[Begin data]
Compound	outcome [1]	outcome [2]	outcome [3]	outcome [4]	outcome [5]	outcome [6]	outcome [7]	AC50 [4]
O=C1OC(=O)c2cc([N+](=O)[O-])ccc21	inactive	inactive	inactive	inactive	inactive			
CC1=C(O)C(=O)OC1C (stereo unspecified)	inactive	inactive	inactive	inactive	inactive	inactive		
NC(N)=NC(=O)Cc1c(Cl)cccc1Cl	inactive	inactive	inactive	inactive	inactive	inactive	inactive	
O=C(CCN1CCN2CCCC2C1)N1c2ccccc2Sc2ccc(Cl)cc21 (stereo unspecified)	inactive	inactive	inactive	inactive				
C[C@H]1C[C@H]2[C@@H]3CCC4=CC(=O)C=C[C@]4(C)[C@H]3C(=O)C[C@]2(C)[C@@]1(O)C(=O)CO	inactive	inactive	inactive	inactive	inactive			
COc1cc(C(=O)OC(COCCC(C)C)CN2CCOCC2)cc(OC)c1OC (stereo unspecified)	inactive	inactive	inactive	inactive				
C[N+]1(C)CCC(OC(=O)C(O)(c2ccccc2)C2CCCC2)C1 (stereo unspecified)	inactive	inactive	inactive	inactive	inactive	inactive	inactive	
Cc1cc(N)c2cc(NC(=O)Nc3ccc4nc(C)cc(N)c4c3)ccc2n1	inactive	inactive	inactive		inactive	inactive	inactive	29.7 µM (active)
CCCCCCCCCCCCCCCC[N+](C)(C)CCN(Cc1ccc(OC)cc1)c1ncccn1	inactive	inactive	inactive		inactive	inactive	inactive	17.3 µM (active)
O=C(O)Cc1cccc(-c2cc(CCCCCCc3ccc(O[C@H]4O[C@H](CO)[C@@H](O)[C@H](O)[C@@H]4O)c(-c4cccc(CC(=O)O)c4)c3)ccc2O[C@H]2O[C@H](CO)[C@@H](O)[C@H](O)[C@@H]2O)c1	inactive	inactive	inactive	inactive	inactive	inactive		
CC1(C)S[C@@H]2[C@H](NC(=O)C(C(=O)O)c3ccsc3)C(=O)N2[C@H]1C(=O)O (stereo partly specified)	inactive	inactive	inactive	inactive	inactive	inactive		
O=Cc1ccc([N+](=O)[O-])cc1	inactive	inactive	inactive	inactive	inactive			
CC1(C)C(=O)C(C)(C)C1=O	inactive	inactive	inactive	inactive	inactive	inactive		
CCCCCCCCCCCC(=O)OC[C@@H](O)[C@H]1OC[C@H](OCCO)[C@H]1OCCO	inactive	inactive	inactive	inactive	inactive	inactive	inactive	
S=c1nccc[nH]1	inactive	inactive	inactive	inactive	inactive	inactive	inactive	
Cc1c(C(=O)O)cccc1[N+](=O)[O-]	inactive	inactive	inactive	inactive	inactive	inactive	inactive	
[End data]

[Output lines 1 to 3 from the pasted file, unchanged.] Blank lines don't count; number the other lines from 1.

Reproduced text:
Compound	outcome [1]	outcome [2]	outcome [3]	outcome [4]	outcome [5]	outcome [6]	outcome [7]	AC50 [4]
O=C1OC(=O)c2cc([N+](=O)[O-])ccc21	inactive	inactive	inactive	inactive	inactive			
CC1=C(O)C(=O)OC1C (stereo unspecified)	inactive	inactive	inactive	inactive	inactive	inactive		